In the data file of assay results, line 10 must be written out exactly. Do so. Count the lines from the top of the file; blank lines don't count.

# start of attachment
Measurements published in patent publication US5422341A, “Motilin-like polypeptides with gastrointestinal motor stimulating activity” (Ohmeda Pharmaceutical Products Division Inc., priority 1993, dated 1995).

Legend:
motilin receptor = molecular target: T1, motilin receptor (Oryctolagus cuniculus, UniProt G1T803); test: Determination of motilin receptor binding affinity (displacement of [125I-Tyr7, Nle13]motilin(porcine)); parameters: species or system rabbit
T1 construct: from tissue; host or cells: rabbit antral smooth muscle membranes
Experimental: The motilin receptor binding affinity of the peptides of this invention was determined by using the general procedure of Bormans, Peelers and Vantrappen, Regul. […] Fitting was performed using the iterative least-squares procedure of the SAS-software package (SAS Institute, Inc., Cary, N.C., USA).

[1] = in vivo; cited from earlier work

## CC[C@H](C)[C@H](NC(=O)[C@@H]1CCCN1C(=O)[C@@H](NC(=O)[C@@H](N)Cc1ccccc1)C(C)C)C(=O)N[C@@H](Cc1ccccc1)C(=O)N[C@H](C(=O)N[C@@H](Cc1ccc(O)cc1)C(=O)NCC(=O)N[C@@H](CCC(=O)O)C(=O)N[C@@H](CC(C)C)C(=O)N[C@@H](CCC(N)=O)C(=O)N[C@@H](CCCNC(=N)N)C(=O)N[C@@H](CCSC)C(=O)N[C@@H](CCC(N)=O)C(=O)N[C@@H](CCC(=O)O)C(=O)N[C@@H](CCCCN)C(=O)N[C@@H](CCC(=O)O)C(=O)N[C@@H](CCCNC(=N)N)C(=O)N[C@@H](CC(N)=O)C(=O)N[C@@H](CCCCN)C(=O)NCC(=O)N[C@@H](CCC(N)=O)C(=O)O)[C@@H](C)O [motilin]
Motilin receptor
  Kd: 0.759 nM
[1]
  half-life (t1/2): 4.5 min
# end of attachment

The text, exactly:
[1]